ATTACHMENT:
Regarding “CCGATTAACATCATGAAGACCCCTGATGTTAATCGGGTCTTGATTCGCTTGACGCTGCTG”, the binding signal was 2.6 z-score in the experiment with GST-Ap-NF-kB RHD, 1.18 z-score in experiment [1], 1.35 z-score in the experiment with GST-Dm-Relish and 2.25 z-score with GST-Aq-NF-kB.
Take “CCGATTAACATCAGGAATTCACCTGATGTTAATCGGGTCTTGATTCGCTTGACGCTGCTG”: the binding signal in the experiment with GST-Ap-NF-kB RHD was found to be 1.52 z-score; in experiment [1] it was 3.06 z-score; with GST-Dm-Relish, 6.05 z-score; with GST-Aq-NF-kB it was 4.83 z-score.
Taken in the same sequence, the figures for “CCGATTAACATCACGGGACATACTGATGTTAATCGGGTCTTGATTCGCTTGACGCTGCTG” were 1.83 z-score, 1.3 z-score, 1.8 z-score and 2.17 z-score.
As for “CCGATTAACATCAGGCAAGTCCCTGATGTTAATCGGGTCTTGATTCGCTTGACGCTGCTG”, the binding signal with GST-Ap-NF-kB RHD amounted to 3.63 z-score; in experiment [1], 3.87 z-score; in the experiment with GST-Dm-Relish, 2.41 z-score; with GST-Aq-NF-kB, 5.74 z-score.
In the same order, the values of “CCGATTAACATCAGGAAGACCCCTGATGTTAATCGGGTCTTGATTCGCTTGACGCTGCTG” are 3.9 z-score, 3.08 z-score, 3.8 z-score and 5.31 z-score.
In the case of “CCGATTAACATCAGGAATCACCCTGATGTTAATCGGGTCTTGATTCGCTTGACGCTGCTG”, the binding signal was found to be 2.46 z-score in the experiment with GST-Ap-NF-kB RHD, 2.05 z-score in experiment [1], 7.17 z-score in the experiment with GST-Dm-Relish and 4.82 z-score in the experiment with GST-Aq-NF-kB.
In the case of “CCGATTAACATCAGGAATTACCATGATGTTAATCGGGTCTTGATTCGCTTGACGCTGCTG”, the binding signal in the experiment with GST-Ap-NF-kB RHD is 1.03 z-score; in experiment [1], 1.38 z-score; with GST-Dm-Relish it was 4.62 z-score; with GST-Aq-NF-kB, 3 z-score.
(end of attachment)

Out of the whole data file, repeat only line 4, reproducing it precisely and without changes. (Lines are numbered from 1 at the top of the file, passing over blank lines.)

As for “CCGATTAACATCAGGCAAGTCCCTGATGTTAATCGGGTCTTGATTCGCTTGACGCTGCTG”, the binding signal with GST-Ap-NF-kB RHD amounted to 3.63 z-score; in experiment [1], 3.87 z-score; in the experiment with GST-Dm-Relish, 2.41 z-score; with GST-Aq-NF-kB, 5.74 z-score.